I have seen various configurations in my lifetime on how an 8-ohm output speaker is connected to amplifier circuits.

Currently I'm doing a project using an LM386 amplifier and I capacitor coupled the output as shown in circuit A below, but it didn't work right because when a nearby transmitter (about 4 inches away) was transmitting data, I could hear the data through the speaker.

I read online that what I'm experiencing is a ground loop problem and using transformers can help stop that. So I figure my best bet then would be to choose circuit B, C, or D. But which one will be the absolute best for delivering the audio from the amplifier without anything at all causing interference to the speaker? and why?

Also in these schematics, disregard the part number for the amplifier shown and assume the resistor is capable of handling the required output wattage and assume all capacitors are electrolytic and 100uF

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  • \$\begingroup\$ None of these are very appealing and it’s better to use two amplifiers in differential mode, direct coupled \$\endgroup\$ Jun 7 '18 at 5:04
  • \$\begingroup\$ Can you show the circuit behind and around your LM386? How is it bypassed? Where does the power come from? \$\endgroup\$
    – winny
    Jun 7 '18 at 7:34

Option E: None of the above.

None of those have anything to do with your problem.

The problem you describe is caused by RF (radio frequency signals) getting in to the amplifier circuit. The options you list above are all concerned with how to connect the speaker, not how to keep RF out of the amplifier.

What you will need to do is the following:

  1. Place a 100nF capacitor across the power leads to the LM386, as close to the chip as possible. This will help keep the RF out of the amplifier.

  2. Place a smaller capacitor (say 100pf or so) from the signal input to ground. This will help keep the RF out of the audio signal path.

  3. Use short wires for everything. The shorter, the better. Long wires pickup RF, and they make it harder to get rid of it.

Likely, that won't be enough.

If all that doesn't help, put the amplifier in a small metal box. Connect the box to the circuit ground.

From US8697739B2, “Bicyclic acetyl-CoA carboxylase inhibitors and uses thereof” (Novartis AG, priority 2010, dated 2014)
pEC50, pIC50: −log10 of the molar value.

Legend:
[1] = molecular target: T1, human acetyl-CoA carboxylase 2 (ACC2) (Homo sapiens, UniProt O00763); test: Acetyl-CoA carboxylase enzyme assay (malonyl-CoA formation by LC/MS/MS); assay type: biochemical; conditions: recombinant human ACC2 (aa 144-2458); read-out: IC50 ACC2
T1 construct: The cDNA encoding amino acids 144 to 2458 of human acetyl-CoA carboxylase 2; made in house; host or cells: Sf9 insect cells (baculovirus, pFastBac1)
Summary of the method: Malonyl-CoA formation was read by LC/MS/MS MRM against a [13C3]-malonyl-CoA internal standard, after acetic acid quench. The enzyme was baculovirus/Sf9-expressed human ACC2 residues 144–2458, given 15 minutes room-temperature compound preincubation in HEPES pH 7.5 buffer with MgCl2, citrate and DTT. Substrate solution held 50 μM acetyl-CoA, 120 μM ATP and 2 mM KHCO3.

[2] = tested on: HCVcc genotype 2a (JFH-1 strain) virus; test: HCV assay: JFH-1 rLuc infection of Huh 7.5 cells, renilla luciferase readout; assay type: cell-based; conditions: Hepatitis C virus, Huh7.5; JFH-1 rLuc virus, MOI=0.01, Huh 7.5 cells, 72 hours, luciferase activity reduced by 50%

Or, you know, just keep the whole thing further than 4 inches from the transmitter.

Option A is the standard way of driving a speaker with the 386. It works properly. The problem you have is NOT related to using option A. Wire your speaker according to A, then follow my suggestions.

Option C might be useful if you need to drive a high impedance speaker from the LM386. You would use a transformer with an 8ohm primary, and a high impedance secondary that matches your speaker. Like, maybe for a piezo speaker that needs high voltage or maybe one of the old 70volt PA speakers.

Option B is WTF?

There is no DC on the secondary to block, so that capacitor isn't doing what you think it is. It might form some kind of LC resonantor with the transformer and/or the speaker coil, resulting in a seriously mangled frequency response.

Option D is right out.

You have DC going into the primary of the transformer, which will do it and the LM386 no good at all. It has the potential to burn out the transformer, and possibly the LM386 as well.

  • \$\begingroup\$ I should have shown that I had a 470uF cap across the power leads but I guess I should add a 100nF to reduce ESR too. After all reading, I think my only real answer here is to increase distance between transmitter and speakers. \$\endgroup\$ Jun 7 '18 at 23:42
  • \$\begingroup\$ The large capacitor can't do anything about RF. Large capacitors have enough induction that they look like an open circuit to RF. The point of the small capacitors is to provide a short circuit to ground for the high frequencies. \$\endgroup\$
    – JRE
    Jun 8 '18 at 5:07

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